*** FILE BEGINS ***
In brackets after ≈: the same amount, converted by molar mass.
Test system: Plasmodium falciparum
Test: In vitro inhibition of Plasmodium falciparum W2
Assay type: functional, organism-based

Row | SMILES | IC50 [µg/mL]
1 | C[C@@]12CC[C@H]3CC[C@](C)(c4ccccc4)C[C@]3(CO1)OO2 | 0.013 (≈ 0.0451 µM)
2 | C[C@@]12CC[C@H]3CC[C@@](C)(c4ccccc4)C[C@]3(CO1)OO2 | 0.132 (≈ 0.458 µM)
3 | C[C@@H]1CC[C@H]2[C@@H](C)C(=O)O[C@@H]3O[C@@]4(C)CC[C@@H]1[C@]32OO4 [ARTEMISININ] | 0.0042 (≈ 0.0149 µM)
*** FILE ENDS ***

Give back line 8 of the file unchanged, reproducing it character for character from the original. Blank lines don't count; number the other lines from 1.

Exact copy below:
3 | C[C@@H]1CC[C@H]2[C@@H](C)C(=O)O[C@@H]3O[C@@]4(C)CC[C@@H]1[C@]32OO4 [ARTEMISININ] | 0.0042 (≈ 0.0149 µM)